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Ibm survey: “Increasing public and electric transport to save cities”

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ROME – Transport consumes 20% of the energy available worldwide, largely derived from fossil sources. Although the automotive industry is working on solutions capable of reducing emissions, there are still many obstacles, both infrastructural and habits, which affect the amount of people and vehicles that move every day, especially in large urban conglomerates.

IBM has released the results of the Sustainable Mobility Consumer Survey, a study conducted on 5,000 people in 5 major cities around the world – Rome, Chicago, London, Munich, San Francisco – to investigate opinions and issues regarding one of the central themes in the challenge against climate change: mobility. The full-bodied study also makes many comparisons between the different cities covered by the survey, pointing out the differences that have also been recorded in relation to the pre-during and post lockdown periods due to the Covid pandemic. Fifty-three pages in Power Point that highlight a very varied cross-section at the city level and also between different nations.

For the city of Rome, for example, the study showed that most Romans (82%) believe that their environmental footprint is important, but only 56% take this into account in their daily transport choices. High costs represent the first barrier to choosing more sustainable modes of transport, but nearly 1 in 2 Romanians say that comfort and speed are more important than sustainability.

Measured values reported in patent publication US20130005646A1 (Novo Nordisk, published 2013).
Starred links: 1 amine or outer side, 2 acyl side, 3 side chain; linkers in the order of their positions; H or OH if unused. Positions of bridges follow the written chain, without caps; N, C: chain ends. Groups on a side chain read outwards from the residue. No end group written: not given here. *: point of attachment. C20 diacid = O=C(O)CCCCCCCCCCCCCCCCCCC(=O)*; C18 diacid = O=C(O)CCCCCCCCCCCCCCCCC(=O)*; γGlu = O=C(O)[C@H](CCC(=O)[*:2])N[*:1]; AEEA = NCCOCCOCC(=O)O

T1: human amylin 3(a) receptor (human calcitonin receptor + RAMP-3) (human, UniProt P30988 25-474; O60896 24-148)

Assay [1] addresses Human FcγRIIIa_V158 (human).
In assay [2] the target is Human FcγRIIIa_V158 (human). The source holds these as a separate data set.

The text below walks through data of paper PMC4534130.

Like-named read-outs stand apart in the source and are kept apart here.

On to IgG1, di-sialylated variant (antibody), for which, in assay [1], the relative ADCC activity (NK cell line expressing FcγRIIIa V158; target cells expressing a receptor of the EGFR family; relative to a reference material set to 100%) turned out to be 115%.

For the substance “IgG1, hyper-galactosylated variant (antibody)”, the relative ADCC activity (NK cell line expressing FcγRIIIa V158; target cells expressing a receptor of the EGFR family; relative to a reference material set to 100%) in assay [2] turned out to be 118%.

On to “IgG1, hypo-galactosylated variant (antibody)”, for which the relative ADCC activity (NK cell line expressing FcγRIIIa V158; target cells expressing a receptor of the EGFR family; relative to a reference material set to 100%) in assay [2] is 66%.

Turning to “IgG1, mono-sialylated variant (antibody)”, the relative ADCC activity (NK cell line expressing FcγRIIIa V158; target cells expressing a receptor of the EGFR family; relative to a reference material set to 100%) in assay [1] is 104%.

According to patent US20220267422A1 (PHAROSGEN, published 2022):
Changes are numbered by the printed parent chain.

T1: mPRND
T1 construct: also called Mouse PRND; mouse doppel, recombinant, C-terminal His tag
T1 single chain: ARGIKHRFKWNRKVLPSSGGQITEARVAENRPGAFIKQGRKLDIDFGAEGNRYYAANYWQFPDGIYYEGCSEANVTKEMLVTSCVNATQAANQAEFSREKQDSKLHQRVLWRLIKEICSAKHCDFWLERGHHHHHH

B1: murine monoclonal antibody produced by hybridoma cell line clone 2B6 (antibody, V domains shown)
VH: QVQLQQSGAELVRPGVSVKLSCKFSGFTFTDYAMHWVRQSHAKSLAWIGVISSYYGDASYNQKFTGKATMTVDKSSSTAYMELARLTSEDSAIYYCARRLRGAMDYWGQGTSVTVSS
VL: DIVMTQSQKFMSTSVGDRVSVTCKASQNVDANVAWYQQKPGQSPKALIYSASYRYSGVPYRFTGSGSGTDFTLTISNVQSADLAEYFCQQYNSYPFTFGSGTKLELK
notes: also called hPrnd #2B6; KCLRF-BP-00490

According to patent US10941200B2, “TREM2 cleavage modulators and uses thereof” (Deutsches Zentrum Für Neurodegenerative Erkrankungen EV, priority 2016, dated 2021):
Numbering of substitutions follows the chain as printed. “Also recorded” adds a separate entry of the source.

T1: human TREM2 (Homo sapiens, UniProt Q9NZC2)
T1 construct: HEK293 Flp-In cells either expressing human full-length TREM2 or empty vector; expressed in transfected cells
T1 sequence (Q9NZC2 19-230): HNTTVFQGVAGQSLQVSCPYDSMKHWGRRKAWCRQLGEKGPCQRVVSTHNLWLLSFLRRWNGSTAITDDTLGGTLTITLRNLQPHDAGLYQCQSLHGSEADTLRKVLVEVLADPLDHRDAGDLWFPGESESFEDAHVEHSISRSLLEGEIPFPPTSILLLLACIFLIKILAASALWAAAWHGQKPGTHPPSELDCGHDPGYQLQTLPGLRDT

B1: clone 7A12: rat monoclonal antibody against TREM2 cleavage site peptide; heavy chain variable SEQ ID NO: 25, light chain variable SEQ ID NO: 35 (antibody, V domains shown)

For 4 in 10 Romans, relying on apps to monitor public transport and plan routes is now commonplace for half the time. 80% of Romans are convinced that electric vehicles are a truly sustainable option, second only to walking and before public transport and bicycles and scooters. More than two-thirds of respondents said they would consider purchasing an electric vehicle in the next few years; however, high costs remain an important barrier for 56% of people, followed by the lack of charging stations in the area (27%).

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61% of Romans believe that urban infrastructures do not adequately support public transport or the use of electric vehicles (for 52%), a limit particularly felt by women and over 65: 43% and 51%, respectively, it does not believe that there are sufficient sustainable transport options.

An increase in electric / hybrid public transport (30%) and a reduction in public transport costs (25%) are the most suitable solutions by respondents to improve the environmental sustainability of urban mobility, in the face of options such as increasing cycle paths, intelligent traffic control and the availability of charging points for electric vehicles.

So what can be done to encourage a shift towards more sustainable mobility? IBM has identified three possible directions for action: reduce car ownership costs by monetizing connected car services, such as navigation applications, traffic monitoring and adverse weather conditions. The consumer’s expectation is increasingly shifting from the physical and technical characteristics of the car to the inclusion of services that make the journey an experience, not just a shift; Building cross-industrial ecosystems to remove obstacles related to car charging. Charging times, connected to the power of the grid, cannot be solved only by the automotive industries, but require collaboration with utilities to build “energy marketplaces” to allow for the balancing of energy supply and demand.


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